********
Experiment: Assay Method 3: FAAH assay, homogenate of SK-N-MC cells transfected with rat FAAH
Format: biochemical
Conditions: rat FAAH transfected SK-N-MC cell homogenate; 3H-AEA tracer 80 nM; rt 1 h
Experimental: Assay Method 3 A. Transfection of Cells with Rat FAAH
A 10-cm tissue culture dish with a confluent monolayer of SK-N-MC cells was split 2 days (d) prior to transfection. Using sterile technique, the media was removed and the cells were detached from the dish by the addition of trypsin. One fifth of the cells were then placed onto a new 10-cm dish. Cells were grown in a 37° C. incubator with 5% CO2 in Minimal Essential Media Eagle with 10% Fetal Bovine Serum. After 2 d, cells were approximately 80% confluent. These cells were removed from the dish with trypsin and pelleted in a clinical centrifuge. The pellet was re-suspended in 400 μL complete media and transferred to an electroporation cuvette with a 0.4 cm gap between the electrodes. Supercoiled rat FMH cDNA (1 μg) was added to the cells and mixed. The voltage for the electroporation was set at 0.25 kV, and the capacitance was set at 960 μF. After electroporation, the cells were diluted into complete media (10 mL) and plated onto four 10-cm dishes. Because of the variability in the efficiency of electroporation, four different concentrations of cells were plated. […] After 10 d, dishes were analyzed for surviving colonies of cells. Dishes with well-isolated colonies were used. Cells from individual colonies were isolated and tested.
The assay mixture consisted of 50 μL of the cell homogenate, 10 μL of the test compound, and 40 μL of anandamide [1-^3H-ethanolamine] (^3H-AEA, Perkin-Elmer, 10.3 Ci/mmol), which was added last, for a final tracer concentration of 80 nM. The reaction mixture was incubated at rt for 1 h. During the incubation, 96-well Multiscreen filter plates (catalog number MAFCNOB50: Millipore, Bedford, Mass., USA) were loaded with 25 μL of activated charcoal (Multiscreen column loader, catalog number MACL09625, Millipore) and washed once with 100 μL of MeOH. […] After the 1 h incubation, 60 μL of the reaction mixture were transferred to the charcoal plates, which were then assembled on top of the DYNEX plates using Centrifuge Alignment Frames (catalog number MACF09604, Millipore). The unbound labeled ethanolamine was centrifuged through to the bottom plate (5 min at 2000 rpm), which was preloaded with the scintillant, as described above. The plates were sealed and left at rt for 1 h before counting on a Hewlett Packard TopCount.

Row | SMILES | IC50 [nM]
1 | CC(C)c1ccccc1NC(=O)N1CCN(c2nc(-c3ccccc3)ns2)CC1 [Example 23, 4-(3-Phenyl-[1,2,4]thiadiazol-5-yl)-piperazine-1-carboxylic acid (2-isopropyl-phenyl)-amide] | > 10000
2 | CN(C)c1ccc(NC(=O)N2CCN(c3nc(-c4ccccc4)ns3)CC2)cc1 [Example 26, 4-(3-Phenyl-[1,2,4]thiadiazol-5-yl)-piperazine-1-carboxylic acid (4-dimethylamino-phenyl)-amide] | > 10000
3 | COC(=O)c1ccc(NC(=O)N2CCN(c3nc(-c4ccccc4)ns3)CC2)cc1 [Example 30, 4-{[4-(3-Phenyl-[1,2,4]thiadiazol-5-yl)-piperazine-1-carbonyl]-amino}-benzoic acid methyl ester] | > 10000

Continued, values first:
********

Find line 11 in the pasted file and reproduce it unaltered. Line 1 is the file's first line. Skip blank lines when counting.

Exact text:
Continued, values first: